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'Reviewing this incident thoroughly' | Memphis Fire Department says policy changes possible after man arrested for stealing ambulance

Authorities said they were led to 23-year-old Desai Billingsley after video showed him by stolen ambulance, bragging about it, with stolen medical supplies.

MEMPHIS, Tennessee — Friday, the Memphis Fire Department promised to get to the bottom of how someone stole an ambulance from Regional One, took off, and then bragged about it on a social media video.

Memphis Police say 23-year-old Desai Billingsley stole the ambulance Wednesday night from Regional One with its engine running, parked on the street. Authorities arrested him Thursday after he was shown in a viral video explaining the theft.

The incident put MFD's ambulance services under the microscope with a promised review.

According to the affidavit, Billingsley had been treated for a gunshot wound at the hospital when the ambulance was stolen. Authorities say he drove off in it and later dumped it about two and a half miles from Regional One, at Breedlove Street and St. Charles Avenue.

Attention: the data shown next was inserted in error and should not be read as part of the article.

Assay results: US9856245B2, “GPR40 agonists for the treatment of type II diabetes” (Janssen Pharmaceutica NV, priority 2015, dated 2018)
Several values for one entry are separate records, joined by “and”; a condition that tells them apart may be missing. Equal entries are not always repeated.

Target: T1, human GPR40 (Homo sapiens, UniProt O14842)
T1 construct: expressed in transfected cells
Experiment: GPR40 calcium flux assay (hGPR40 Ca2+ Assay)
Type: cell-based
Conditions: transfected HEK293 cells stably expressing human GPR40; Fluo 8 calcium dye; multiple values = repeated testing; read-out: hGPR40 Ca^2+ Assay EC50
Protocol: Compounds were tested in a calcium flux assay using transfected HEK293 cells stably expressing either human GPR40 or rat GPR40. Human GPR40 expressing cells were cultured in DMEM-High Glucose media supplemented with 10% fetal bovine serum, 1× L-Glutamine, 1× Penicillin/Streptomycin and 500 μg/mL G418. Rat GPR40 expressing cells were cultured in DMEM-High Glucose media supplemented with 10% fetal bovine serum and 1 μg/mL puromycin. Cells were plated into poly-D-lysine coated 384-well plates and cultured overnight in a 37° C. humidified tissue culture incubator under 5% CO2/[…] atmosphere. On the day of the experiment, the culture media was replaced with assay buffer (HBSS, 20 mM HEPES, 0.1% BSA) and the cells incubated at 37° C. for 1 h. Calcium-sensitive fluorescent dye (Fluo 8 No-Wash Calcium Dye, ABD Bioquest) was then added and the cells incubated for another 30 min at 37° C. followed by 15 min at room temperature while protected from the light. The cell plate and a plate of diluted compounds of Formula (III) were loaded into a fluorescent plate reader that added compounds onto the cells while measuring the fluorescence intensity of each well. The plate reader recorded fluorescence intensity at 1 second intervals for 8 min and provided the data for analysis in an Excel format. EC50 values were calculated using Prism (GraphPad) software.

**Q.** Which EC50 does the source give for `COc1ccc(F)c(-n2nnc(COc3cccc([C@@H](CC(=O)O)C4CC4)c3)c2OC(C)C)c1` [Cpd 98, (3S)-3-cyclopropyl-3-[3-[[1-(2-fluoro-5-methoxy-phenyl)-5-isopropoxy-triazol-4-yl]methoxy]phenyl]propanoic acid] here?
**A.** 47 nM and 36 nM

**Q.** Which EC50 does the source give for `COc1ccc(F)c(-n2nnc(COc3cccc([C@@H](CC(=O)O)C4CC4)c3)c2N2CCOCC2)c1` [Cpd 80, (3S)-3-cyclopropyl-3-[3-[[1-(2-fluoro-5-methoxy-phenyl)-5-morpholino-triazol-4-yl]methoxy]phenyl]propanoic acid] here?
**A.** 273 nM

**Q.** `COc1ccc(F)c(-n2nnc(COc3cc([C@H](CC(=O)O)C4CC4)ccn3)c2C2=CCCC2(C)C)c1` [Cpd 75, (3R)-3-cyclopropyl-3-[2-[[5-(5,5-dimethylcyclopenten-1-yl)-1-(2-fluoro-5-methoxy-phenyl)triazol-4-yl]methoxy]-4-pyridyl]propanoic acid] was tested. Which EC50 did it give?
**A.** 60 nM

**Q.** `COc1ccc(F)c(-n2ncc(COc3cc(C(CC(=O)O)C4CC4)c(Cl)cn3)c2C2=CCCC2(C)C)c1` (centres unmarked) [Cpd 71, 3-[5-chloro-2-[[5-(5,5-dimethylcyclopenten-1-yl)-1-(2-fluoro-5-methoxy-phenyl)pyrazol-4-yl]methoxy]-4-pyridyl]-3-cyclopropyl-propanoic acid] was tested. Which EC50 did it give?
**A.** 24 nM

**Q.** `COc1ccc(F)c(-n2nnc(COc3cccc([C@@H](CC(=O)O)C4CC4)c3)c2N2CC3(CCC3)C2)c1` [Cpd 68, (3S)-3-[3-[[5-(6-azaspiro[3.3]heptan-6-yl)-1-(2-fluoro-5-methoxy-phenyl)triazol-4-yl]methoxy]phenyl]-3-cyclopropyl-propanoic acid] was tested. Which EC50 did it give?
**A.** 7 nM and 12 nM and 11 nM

Then the video surfaced Thursday. In it, you can see Billingsley next to the stolen ambulance, showing off items he stole and explaining why he did it.

"Man, they didn't want to give me a ride home," Billingsley is heard on the video.

RELATED: Viral video leads to Memphis man who police say stole ambulance outside Regional One

A MFD spokesperson said the paramedics assigned to that ambulance aren't expected to be disciplined but added, "this egregious act and irresponsible behavior delayed our ability to respond to life threatening emergencies and placed the lives of innocent citizens and motorists in danger. We are reviewing this incident thoroughly and will implement any necessary policy changes."

The incident left other Memphians scratching their heads.

"In this world, people are brazen. People are crazy. It's a hot summer," Wayne VanDeveer said.

"It's called a thrill ride. That's all it is, a thrill ride, because obviously he is going to get caught," Twyla Williams added.

The director of another Memphis ambulance company told Local 24 News newer models can allow the engine to stay running while locked outside a hospital.

According to other paramedics, ambulances are sometimes left running for temperature control or to protect certain medications inside.

Billingsley remained in jail Friday. He's scheduled to appear in court Monday morning.